No one in MLS has more points, more wins or fewer losses. They’ve also allowed the fewest goals and have the best goal-difference. Their offense — a supposed weak point — is tied for the second most goals scored (that’s both by total and per game). Put another way, the Sounders have been averaging more than two goals per game for more than half the season.

I do think a big part of their success is as simple as they’ve got a talented roster that finally got healthy and added a couple key pieces. But Schmetzer deserves credit for not overthinking things, trusting his players and not letting outside forces poison the locker room. A lot of coaches have and will fail to come close to equaling that kind of success.

The addition of Ruidiaz

He’s far from the only reason for the turnaround, but it’s hard to imagine the Sounders playing as well as they have been without Raúl Ruidíaz. The Sounders forward scored his third brace since making his debut on July 21.

That brought his season goal total to 10, meaning he crossed that milestone in 14 appearances. No other Sounders player had reached that milestone in fewer than 17 appearances. It also compares favorably to the likes of Josef Martinez (12 games), Zlatan Ibrahimovic (13) and Wayne Rooney (18).

In about 1,100 minutes with Ruidíaz on the field, the Sounders scored 27 goals and conceded 11. That’s an average of 2.21 goals per 90 and .90 goals allowed per 90. Since his addition, the whole offense just works better. He stretches defenses, giving Nicolás Lodeiro more room to work, which then focuses more of the defense on the center of the park and opens up the wings for the likes of Victor Rodriguez and Cristian Roldan. It’s been glorious to watch.

As our friend ahandleforian pointed out over at American Soccer Analysis, the underlying analytics of the Sounders remain not so great. I’m not saying there’s no reason to be even a little concerned, but here’s what the bonafide stat head said:

Let me nip this in the bud. The Sounders have one of the best rosters in the league, and it’s the underlying numbers that make less sense than their place in the table.

I know I’ve been banging this drum for awhile now and I certainly realize that much of this success has come against bad opponents, but there’s a lot to like about this team no matter who they are playing.

Roldan keeps flexin’

It would be unfair to say that Roldan has flown under the radar. Schmetzer regularly sings his praises and he’s been one of the few constants on the offensive side of the ball this year.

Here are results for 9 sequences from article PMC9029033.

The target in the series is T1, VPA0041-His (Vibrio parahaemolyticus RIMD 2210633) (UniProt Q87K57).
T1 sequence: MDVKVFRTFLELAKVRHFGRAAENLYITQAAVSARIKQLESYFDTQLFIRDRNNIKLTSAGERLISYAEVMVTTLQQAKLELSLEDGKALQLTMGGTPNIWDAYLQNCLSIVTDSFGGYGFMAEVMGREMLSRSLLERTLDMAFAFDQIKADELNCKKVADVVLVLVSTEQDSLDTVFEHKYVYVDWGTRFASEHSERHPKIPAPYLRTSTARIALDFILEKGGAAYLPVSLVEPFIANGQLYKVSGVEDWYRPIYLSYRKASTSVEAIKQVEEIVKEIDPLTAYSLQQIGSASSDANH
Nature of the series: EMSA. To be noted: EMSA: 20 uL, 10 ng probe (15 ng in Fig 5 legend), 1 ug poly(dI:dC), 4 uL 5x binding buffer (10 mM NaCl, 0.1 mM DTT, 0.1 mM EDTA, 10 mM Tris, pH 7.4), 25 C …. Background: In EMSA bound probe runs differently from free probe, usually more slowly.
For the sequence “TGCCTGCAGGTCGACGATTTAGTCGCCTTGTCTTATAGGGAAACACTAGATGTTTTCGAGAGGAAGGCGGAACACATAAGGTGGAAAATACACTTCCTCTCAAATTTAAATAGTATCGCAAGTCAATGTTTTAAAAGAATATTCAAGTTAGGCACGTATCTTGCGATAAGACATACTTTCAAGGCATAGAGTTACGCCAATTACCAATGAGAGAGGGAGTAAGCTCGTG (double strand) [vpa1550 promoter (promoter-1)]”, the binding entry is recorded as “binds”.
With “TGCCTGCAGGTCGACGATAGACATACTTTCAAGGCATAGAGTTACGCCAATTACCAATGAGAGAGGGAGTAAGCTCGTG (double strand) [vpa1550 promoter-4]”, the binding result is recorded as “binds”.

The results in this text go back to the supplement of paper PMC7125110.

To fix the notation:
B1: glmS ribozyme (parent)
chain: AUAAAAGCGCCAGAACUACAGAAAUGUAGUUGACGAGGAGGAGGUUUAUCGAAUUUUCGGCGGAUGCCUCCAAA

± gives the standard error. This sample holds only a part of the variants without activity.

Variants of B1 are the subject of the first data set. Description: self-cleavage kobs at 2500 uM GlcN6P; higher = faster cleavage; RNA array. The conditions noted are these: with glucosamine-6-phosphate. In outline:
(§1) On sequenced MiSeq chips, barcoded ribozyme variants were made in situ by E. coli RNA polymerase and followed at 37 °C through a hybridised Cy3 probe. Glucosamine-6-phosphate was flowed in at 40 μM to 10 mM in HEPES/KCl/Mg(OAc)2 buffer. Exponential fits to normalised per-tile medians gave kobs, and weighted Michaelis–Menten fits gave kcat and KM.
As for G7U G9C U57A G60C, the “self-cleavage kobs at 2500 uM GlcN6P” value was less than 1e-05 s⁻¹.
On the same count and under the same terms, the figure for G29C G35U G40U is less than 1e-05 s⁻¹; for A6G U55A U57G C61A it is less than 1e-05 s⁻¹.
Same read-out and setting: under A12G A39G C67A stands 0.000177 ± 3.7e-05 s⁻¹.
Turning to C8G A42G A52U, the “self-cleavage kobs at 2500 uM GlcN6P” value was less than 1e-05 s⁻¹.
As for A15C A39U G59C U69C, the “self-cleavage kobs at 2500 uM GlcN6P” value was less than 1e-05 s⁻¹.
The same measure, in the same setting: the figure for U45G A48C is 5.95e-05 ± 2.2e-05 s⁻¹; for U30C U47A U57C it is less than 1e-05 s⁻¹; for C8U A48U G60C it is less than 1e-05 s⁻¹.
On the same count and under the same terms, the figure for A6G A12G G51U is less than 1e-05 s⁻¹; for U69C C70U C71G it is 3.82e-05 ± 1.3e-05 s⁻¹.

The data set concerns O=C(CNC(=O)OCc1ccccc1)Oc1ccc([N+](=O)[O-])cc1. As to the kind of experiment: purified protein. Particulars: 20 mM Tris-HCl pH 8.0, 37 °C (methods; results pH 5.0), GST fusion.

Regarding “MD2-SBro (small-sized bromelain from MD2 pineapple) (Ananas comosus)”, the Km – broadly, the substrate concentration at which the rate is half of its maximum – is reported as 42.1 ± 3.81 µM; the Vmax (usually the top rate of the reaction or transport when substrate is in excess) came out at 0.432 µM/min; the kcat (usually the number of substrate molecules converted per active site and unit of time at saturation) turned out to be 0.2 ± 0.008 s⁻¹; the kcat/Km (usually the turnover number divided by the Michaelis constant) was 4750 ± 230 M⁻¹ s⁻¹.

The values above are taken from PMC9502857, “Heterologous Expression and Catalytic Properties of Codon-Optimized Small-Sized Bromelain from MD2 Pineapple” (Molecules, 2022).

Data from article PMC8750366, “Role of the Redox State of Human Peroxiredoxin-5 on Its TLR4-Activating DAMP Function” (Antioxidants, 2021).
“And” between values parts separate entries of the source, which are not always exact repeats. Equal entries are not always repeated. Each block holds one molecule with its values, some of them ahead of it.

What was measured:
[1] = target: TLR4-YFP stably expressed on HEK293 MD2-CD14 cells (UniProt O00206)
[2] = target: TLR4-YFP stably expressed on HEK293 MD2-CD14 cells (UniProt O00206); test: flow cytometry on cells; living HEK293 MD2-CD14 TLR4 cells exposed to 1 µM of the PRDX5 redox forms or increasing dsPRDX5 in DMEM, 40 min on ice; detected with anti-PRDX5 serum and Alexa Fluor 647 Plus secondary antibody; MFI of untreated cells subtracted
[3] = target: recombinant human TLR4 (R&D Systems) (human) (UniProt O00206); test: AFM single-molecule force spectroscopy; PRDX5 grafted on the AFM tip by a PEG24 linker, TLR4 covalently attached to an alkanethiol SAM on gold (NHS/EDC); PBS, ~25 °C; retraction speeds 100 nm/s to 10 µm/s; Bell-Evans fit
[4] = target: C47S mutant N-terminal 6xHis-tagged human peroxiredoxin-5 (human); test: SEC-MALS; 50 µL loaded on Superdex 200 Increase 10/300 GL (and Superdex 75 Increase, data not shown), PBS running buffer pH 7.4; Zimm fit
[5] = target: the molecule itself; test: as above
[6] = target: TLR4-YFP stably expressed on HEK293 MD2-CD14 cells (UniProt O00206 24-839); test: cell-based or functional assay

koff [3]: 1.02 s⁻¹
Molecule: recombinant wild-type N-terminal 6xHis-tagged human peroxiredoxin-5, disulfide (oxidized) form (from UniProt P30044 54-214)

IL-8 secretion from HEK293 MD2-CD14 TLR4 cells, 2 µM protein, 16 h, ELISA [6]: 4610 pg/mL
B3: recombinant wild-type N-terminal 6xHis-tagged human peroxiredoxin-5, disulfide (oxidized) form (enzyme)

Still, I wonder if we’ve maybe under appreciated how much he’s grown this year. The last two seasons saw him make virtual quantum leaps over the previous year. I don’t think it’s been that same relative level of advancement, but it has been significant in subtler ways.

This was the first time I think Roldan was asked to have less of a free role, where his contributions weren’t seen as basically a bonus. The Sounders needed him to be one of their offensive leaders, even if they were asking him to play out of position as a wide player.

He’s now at the point where I don’t think he looks at all out of place as an attacking wide player. His pinpoint cross to Ruidíaz was his sixth primary assist of the season and he now has nine overall. That goes along with his four goals.

Those aren’t necessarily elite numbers for a wide attacking player. They are, however, very good when you consider he’s still a massive plus on the defensive end. Among players with at least 10 combined goals and primary assists, no one can equal Roldan’s 2.4 tackles per game and there are only a handful of players who average more than his 1.0 interceptions per game (Lodeiro is one of them, FWIW).

All of that comes from a player who almost literally never takes time off; he’s one of just seven outfield players to play more than 3,000 minutes this year.

The game in one gif

Not sure what happens if a player literally loses their shirt during a game, but Jordy Delem made sure we didn’t have to find out.

Quote of the Day

When asked how important it was to him to get a bye in order to celebrate Halloween with his son, Lodeiro said this: “We always think about those things. I am happy. If it wasn’t for this second place, we’d have had to play on Thursday and I wouldn’t have been able to enjoy Halloween. Now, look, he even has the green hair already. He’s already in costume.”

One stat to tell the tale

0 — That’s the number of days the Sounders had spent in second place prior to the end of the season. The Sounders had never even finished a week as high as third. The first time they finished a week in fourth was the end of last week.